Some (not all!) ancient European cultures marked a night half-way between the autumn equinox and the winter solstice. Days are getting shorter, nights are getting longer, and both are getting colder, so thoughts of death are in peoples’ minds. Some European people believed that the spirits of the dead could wander the earth on this night; others thought of witchcraft or of various monsters set loose for the Night of the Dead. Treats were offered to these malevolent beings to bribe them, asking that they not play tricks on the living. Clearly, many Halloween customs have their origin in this preChristian observance.

Christian missionaries sought to counter this superstition with a holiday that would remind believers that Jesus has conquered death and the grave, that evil and darkness cannot prevail against him or his Church. Therefore, November 1 was designated “All Saints Day.” It was meant to be an autumnal echo of the Festival of the Resurrection, or Easter Sunday, that occurs every year in the springtime. As Christians remember the saints, we also remember who changed them from sinners to saints and who shares with them a victory over evil and death. Like every other Christian celebration, the Festival of All Saints is about Jesus Christ.

Saints are citizens of the kingdom of heaven. They are people who trust in Jesus Christ as their Lord and Savior. Some saints are alive on earth, battling tribulation with the power of the Gospel. Other saints are with Jesus in Paradise, free from the struggles of this life, awaiting the day of resurrection. When Jesus appears in glory, all the dead will be raised—not undead zombies, but living beings, healed from all their former sicknesses and injuries. All will stand before the throne of Christ, and he will welcome the saints into the new and perfect creation. Those who did not want to be saints will be sent away to share the punishment of Satan and the other fallen angels.

During this Festival of All Saints (which some congregations observe on the first Sunday of November, not necessarily November 1), Christians remember the saints. We remember Biblical saints from both Testaments, all those who trusted God’s promises and were his people. We remember saints from more recent times—writers, teachers, reformers, hymnwriters, missionaries, and others who contributed to the life of the Church. We remember saints we have known—pastors and Sunday School teachers who told us about Jesus when we were young, as well as family and friends who have died and are buried. All these saints we will see on the Day of the Lord, the Resurrection Day that is coming.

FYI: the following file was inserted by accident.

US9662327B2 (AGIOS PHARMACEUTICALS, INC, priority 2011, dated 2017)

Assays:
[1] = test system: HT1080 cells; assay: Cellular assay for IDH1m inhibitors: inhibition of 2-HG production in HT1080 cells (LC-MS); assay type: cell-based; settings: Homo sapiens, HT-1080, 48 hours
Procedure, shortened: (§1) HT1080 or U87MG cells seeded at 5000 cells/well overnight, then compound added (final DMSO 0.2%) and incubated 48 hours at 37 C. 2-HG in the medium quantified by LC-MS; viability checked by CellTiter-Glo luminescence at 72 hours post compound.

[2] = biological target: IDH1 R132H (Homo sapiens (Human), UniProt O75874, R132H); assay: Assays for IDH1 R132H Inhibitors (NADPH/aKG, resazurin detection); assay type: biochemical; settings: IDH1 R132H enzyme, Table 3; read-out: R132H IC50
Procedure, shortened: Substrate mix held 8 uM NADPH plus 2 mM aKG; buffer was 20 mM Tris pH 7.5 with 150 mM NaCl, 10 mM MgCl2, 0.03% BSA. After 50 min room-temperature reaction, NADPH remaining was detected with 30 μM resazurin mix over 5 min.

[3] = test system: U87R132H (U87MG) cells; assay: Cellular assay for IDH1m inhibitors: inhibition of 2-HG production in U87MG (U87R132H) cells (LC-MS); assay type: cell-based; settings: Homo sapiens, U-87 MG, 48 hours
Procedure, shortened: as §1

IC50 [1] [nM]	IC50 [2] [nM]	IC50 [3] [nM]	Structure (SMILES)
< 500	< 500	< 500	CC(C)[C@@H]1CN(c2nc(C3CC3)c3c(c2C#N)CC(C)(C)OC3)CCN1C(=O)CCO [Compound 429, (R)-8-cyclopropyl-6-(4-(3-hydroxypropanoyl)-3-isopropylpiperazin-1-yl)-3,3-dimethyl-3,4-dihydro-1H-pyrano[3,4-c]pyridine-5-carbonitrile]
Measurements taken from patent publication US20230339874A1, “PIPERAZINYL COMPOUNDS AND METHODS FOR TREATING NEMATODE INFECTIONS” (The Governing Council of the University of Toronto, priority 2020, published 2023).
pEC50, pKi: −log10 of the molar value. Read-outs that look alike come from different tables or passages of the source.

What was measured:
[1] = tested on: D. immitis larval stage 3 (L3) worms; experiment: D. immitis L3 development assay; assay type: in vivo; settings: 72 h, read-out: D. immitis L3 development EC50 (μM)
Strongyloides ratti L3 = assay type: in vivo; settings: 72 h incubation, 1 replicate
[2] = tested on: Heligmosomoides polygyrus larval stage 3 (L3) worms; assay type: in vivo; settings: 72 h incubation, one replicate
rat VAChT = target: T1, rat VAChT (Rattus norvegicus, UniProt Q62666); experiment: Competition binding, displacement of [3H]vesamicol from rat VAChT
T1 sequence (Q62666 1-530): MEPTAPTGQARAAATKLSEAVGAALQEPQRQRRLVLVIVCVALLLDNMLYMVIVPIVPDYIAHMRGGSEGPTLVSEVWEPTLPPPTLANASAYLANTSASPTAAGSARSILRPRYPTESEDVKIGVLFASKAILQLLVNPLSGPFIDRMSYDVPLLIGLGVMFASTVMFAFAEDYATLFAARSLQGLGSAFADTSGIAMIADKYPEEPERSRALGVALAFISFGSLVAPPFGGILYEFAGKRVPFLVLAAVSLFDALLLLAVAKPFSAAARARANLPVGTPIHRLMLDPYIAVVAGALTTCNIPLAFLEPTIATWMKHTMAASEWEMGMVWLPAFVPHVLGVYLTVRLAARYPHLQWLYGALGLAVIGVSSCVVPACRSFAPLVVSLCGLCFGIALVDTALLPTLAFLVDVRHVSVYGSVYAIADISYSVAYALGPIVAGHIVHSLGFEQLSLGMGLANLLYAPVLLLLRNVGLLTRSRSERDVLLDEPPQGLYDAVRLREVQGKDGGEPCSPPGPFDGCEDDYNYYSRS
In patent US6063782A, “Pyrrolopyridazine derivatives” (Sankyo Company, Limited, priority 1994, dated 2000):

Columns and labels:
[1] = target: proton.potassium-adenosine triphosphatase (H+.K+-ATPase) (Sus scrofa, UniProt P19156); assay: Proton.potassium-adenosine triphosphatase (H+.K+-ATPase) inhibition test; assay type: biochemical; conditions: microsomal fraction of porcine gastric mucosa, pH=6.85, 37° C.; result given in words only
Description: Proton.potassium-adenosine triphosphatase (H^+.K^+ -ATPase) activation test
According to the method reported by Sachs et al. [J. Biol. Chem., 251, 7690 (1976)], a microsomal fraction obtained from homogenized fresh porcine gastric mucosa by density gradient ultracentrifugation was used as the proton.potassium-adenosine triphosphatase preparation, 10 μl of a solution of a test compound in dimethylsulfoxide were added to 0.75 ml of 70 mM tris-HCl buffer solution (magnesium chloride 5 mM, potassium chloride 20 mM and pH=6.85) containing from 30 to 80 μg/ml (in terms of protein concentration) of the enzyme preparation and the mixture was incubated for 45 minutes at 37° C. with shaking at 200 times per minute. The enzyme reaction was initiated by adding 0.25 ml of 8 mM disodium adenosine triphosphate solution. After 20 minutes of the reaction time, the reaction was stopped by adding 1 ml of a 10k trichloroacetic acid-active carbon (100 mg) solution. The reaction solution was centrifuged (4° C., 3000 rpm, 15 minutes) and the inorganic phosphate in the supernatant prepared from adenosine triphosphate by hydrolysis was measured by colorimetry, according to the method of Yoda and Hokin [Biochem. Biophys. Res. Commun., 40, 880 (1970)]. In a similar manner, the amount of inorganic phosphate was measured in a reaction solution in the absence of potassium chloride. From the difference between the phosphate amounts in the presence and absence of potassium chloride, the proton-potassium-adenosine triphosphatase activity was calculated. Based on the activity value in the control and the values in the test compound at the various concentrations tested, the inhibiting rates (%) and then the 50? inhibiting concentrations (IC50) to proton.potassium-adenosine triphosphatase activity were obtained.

But for Christians living in the tribulation, this is also our day. By the power of God’s Word, we also are saints. We celebrate the promises that we believe. We celebrate the gifts that come from Christ’s accomplishments—gifts of forgiveness, eternal life, and victory over all that is evil. While we don’t ask the saints in Paradise to pray for us or to work any favors for us, we do support one another in this world with our prayers and our encouragement. We look forward to a perfect world while we strive to do what good we can in this present world.

Some Christian congregations struggle against Halloween. They have autumn festivals or trunk and treat events to draw people away from Halloween observances. Lutherans, of course, have Reformation Day: the anniversary of Martin Luther posting his 95 theses on the eve of All Saints Day. But other Christians embrace Halloween. They see the festival as one more way to celebrate Christ’s victory over all that is evil. We do not need to fear ghosts, zombies, or other monsters. We do not even need to fear Satan. We can laugh at him, saying, “All evil has been crushed, and Christ our Lord reigns forever.” The Festival of All Saints gives us confidence that Christ has won and evil has lost forever. J.

The Festival of All Saints